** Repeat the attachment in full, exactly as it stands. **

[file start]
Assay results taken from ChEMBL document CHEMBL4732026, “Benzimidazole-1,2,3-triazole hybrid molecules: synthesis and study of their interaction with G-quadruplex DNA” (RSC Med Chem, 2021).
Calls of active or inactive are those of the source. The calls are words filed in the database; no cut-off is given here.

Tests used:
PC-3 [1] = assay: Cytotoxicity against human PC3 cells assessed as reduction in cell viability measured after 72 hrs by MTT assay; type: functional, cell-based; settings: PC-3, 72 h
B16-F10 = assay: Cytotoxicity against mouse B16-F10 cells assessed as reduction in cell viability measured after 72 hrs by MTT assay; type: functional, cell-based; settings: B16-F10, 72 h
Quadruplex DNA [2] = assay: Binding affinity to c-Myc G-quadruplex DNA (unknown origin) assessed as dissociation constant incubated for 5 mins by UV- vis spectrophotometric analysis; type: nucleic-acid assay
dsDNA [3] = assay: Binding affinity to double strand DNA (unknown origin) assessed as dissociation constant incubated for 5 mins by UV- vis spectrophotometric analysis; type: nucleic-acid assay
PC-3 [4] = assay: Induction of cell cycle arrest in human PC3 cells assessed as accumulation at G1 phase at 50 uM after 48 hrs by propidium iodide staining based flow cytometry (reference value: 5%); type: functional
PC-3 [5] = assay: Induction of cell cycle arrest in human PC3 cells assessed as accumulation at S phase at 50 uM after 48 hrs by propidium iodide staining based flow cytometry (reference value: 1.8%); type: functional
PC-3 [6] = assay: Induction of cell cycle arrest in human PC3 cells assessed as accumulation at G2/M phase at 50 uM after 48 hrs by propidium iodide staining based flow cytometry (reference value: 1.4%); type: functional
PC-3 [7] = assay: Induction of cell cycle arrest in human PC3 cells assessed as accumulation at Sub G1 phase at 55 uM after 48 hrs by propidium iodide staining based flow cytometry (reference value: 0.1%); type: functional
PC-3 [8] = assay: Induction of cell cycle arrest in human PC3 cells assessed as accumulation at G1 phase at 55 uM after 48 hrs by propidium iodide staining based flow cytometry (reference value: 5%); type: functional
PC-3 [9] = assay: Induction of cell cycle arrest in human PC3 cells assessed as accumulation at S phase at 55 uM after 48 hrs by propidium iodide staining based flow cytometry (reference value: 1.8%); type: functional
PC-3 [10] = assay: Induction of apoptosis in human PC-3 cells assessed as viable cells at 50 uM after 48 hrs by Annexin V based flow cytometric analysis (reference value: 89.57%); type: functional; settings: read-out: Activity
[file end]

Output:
Assay results taken from ChEMBL document CHEMBL4732026, “Benzimidazole-1,2,3-triazole hybrid molecules: synthesis and study of their interaction with G-quadruplex DNA” (RSC Med Chem, 2021).
Calls of active or inactive are those of the source. The calls are words filed in the database; no cut-off is given here.

Tests used:
PC-3 [1] = assay: Cytotoxicity against human PC3 cells assessed as reduction in cell viability measured after 72 hrs by MTT assay; type: functional, cell-based; settings: PC-3, 72 h
B16-F10 = assay: Cytotoxicity against mouse B16-F10 cells assessed as reduction in cell viability measured after 72 hrs by MTT assay; type: functional, cell-based; settings: B16-F10, 72 h
Quadruplex DNA [2] = assay: Binding affinity to c-Myc G-quadruplex DNA (unknown origin) assessed as dissociation constant incubated for 5 mins by UV- vis spectrophotometric analysis; type: nucleic-acid assay
dsDNA [3] = assay: Binding affinity to double strand DNA (unknown origin) assessed as dissociation constant incubated for 5 mins by UV- vis spectrophotometric analysis; type: nucleic-acid assay
PC-3 [4] = assay: Induction of cell cycle arrest in human PC3 cells assessed as accumulation at G1 phase at 50 uM after 48 hrs by propidium iodide staining based flow cytometry (reference value: 5%); type: functional
PC-3 [5] = assay: Induction of cell cycle arrest in human PC3 cells assessed as accumulation at S phase at 50 uM after 48 hrs by propidium iodide staining based flow cytometry (reference value: 1.8%); type: functional
PC-3 [6] = assay: Induction of cell cycle arrest in human PC3 cells assessed as accumulation at G2/M phase at 50 uM after 48 hrs by propidium iodide staining based flow cytometry (reference value: 1.4%); type: functional
PC-3 [7] = assay: Induction of cell cycle arrest in human PC3 cells assessed as accumulation at Sub G1 phase at 55 uM after 48 hrs by propidium iodide staining based flow cytometry (reference value: 0.1%); type: functional
PC-3 [8] = assay: Induction of cell cycle arrest in human PC3 cells assessed as accumulation at G1 phase at 55 uM after 48 hrs by propidium iodide staining based flow cytometry (reference value: 5%); type: functional
PC-3 [9] = assay: Induction of cell cycle arrest in human PC3 cells assessed as accumulation at S phase at 55 uM after 48 hrs by propidium iodide staining based flow cytometry (reference value: 1.8%); type: functional
PC-3 [10] = assay: Induction of apoptosis in human PC-3 cells assessed as viable cells at 50 uM after 48 hrs by Annexin V based flow cytometric analysis (reference value: 89.57%); type: functional; settings: read-out: Activity